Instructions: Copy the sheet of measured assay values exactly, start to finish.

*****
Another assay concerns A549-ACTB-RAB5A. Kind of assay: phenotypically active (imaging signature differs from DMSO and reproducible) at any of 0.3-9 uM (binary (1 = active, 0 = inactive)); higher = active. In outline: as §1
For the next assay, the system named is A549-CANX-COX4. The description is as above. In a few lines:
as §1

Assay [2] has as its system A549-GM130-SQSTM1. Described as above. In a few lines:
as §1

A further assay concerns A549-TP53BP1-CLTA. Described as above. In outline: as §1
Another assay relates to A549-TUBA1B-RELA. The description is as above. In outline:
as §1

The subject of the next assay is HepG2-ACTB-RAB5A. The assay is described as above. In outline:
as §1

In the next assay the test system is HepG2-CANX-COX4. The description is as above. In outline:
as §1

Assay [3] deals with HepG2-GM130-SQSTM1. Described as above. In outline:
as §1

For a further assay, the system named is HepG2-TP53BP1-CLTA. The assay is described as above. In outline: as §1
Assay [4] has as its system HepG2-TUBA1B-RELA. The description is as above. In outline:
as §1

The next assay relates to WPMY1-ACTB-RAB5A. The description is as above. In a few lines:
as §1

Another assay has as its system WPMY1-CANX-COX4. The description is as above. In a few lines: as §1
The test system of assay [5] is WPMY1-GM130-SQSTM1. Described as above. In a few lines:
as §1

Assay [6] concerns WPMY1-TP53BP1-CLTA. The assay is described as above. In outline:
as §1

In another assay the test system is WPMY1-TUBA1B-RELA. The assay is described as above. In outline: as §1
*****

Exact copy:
Another assay concerns A549-ACTB-RAB5A. Kind of assay: phenotypically active (imaging signature differs from DMSO and reproducible) at any of 0.3-9 uM (binary (1 = active, 0 = inactive)); higher = active. In outline: as §1
For the next assay, the system named is A549-CANX-COX4. The description is as above. In a few lines:
as §1

Assay [2] has as its system A549-GM130-SQSTM1. Described as above. In a few lines:
as §1

A further assay concerns A549-TP53BP1-CLTA. Described as above. In outline: as §1
Another assay relates to A549-TUBA1B-RELA. The description is as above. In outline:
as §1

The subject of the next assay is HepG2-ACTB-RAB5A. The assay is described as above. In outline:
as §1

In the next assay the test system is HepG2-CANX-COX4. The description is as above. In outline:
as §1

Assay [3] deals with HepG2-GM130-SQSTM1. Described as above. In outline:
as §1

For a further assay, the system named is HepG2-TP53BP1-CLTA. The assay is described as above. In outline: as §1
Assay [4] has as its system HepG2-TUBA1B-RELA. The description is as above. In outline:
as §1

The next assay relates to WPMY1-ACTB-RAB5A. The description is as above. In a few lines:
as §1

Another assay has as its system WPMY1-CANX-COX4. The description is as above. In a few lines: as §1
The test system of assay [5] is WPMY1-GM130-SQSTM1. Described as above. In a few lines:
as §1

Assay [6] concerns WPMY1-TP53BP1-CLTA. The assay is described as above. In outline:
as §1

In another assay the test system is WPMY1-TUBA1B-RELA. The assay is described as above. In outline: as §1